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intellectual nature was left unsatisfied by the mere act of
observation. He sought after the principle which ruled
the fact. Whether this anecdote be true or not, it illus-
trates how the ordinary operations of Nature, which most
people take for granted as perfectly plain and simple, are '
often those which most puzzle the scientific man. To the
conception of the matter of the apple, Newton added that
'of the force that moved it. The falling of the apple was
due to an attraction exerted mutually between it and the
earth. He applied the idea of this force to suns, and plan-
ets, and moons, and showed that all their motions were
necessary consequences of this attraction.

Newton, you know, was preceded by a grand fellow
named John Kepler—a true working-man—who, by analyz-
ing the astronomical observations of his master, Tycho
Brahe, had actually found that the planets moved as they are
now known to move. As a matter of fact, Kepler knew as
much about the motion of the planets as Newton did; in
fact, Kepler taught Newton and the world generally the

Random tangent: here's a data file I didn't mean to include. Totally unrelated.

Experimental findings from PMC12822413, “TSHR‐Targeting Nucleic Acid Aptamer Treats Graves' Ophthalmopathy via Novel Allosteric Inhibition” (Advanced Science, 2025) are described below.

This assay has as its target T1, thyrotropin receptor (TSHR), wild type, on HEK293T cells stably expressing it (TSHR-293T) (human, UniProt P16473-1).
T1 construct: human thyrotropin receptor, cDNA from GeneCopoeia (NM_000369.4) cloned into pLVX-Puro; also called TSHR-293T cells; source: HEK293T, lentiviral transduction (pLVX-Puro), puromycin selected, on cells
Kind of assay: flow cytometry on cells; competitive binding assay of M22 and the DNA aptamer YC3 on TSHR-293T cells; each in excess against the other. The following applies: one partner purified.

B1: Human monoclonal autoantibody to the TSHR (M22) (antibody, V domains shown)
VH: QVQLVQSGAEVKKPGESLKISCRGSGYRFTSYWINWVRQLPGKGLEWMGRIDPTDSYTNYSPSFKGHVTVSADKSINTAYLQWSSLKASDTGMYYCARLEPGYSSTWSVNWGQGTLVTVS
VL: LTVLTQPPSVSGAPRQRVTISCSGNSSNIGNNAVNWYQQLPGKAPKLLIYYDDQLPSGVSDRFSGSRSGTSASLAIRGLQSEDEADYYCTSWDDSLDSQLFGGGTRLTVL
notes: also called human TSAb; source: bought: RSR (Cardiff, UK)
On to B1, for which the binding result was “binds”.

facts of planetary motion. But this was not enough. The
question arose—Why should the facts be so ? This was
the great question for Newton, and it was the solution of
this question which renders his name and fame immortal.
He proved that the planetary motions were what observa-
tion made them to be, because every particle of matter in
the solar system attracts every other particle by a force
which varies as the inverse square of the distanCe between
the particles. He showed that the moon fell toward the
earth, and thatthe planets fell toward the sun, through the
Operation of the same force that pulls an apple from its
tree. This all-pervading force, which forms the ‘solder of
the material universe, and the conception of which was
necessary to Newton’s intellectual peace, is called the force
of gravitation.

All force may be ultimately reduced to a push or a pull in

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